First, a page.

The final part of our Synthetic benchmark section covers our industry standard IOMeter server profiles; including Database, Webserver, Workstation, and Fileserver scenarios. All but the Webserver profile include a mixed read/write load, with the Webserver being read-only. In terms of what most users will notice or feel in their own system, scroll down to the Workstation graph and see just how much the OWC Mercury Aura Pro Express 6G dominates the stock Apple SSDs. In a best case scenario with fully repeating data, the OWC SSD performed 10.3x faster, dropping to "just" 6x faster in a worst case setting with incompressible data. It really is no contest comparing the OWC offering against the stock Apple MacBook Air SSDs.

Real-World Benchmarks

If you are new to StorageReview, one thing we try to focus on is how any given drive might perform under real-world conditions. For the average user, trying to translate high random 4K write speeds into an everyday situation is pretty difficult. It also doesn't make sense to assume that a drive with very high sequential speeds is going to perform great in the real-world if it can't cope with mixed random activity. To really see how drives perform under normal work-loads you need to record the exact traffic being passed to and from the device, and then use that to compare drives against one another. For this reason we turned to our StorageMark 2010 traces, which include HTPC, Productivity, and Gaming scenarios to help our readers find out how well a drive might perform under their conditions.

The first real-life test is our HTPC scenario. In this test we include: playing one 720P HD movie in Media Player Classic, one 480P SD movie playing in VLC, three movies downloading simultaneously through iTunes, and one 1080i HDTV stream being recorded through Windows Media Center over a 15 minute period. Higher IOps and MB/s rates with lower latency times are preferred. In this trace we recorded 2,986MB being written to the drive and 1,924MB being read.

In our first trace centered around HTPC performance the 480GB OWC Mercury Aura Pro Express 6G measured 380MB/s average, compared to 412MB/s from the 240GB model.

Our second real-life test covers disk activity in a productivity scenario. For all intents and purposes this test shows drive performance under normal daily activity for most users. This test includes: a three hour period operating in an office productivity environment with 32-bit Vista running Outlook 2007 connected to an Exchange server, web browsing using Chrome and IE8, editing files within Office 2007, viewing PDFs in Adobe Reader, and an hour of local music playback with two hours of additional online music via Pandora. In this trace we recorded 4,830MB being written to the drive and 2,758MB being read.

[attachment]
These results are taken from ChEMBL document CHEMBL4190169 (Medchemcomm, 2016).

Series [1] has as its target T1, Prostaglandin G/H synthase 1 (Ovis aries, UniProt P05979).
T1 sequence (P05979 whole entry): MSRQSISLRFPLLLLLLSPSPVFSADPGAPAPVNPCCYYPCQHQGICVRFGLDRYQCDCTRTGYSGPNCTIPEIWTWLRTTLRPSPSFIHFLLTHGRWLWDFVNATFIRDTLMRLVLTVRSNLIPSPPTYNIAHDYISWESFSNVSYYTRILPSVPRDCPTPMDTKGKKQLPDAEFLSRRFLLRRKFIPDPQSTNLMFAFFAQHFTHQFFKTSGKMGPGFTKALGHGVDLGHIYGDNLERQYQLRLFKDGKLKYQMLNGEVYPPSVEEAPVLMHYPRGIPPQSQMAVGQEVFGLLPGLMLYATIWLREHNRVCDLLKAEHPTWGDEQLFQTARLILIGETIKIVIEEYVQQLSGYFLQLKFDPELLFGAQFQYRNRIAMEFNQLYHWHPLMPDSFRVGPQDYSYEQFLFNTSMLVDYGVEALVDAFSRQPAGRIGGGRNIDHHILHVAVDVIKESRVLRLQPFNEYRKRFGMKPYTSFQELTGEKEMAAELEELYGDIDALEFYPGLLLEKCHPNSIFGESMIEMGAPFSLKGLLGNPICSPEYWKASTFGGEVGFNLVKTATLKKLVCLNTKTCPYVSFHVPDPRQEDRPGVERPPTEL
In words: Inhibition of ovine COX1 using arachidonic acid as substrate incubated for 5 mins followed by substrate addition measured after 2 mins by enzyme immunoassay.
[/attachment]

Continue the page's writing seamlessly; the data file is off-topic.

Switching to a Productivity setting, the new 480GB Express 6G led the pack, measuring 338MB/s average compared to 327MB/s from the 240GB model.

Our third real-life test covers disk activity in a gaming environment. Unlike the HTPC or Productivity trace, this one relies heavily on the read performance of a drive. To give a simple breakdown of read/write percentages, the HTPC test is 64% write, 36% read, the Productivity test is 59% write and 41% read, while the gaming trace is 6% write and 94% read. The test consists of a Windows 7 Ultimate 64-bit system pre-configured with Steam, with Grand Theft Auto 4, Left 4 Dead 2, and Mass Effect 2 already downloaded and installed. The trace captures the heavy read activity of each game loading from the start, as well as textures as the game progresses. In this trace we recorded 426MB being written to the drive and 7,235MB being read.

In our Gaming trace with performance centered around read-speed, both 240GB and 480GB Mercury Aura Pro Express 6G models scored similarly, measuring 457MB/s and 456MB/s respectively.


Like the 240GB capacity before it, the 480GB OWC Mercury Aura Pro Express 6G simply thrashes both stock SSDs Apple offers with the MacBook Air. The 480GB capacity does well in all of our real world benchmarks, coming in a tad behind the 240GB drive except in the productivity trace where the 480GB excels, which closely mirrors the way most MacBook Airs get used. The 480GB also shows strong 2MB read and write performance, both in sequential and random transfers.

If the SSD shows any weakness, it's in the 4K area. While 4K reads are strong, the writes are where it falls behind its 240GB brother, and even the two stock Apple SSDs. Average 4K write latency is also the lesser of the bunch as a result, even though peak latency numbers were great. The 4K write weakness though doesn't appear to hamper the real world performance though, as seen in the group-leading productivity benchmark. For nearly every SandForce-equipped SSD we have seen to date, 240GB seems to be the sweet spot in terms of performance, where lower or higher capacities seem to start dropping off with a bell-curve pattern.

Overall, even with one or two weak areas in performance, the OWC Mercury Aura Pro Express 6G still offers a massive bang for the buck in performance over the stock Apple Macbook Air SSDs. For users requiring more capacity than what's offered by Apple, having the option of swapping in a 480GB version, compared to 256GB max stock, is a big deal.


  • Highest capacity option for the MacBook Air
  • Great mixed workload and real-world trace performance
  • 1033% faster our Workstation profile test and 389% faster in our Productivity trace


  • 480GB 6G has lower low-queue depth 4K write performance

Bottom Line

For those who love their MacBook Air but want more performance and bigger capacity options than stock SSDs, thanks to OWC there's a solution. The Mercury Aura Pro Express 6G with the new 480GB capacity offers the best of both worlds - delivering top real world benchmark scores with twice the maximum SSD capacity offered by Apple.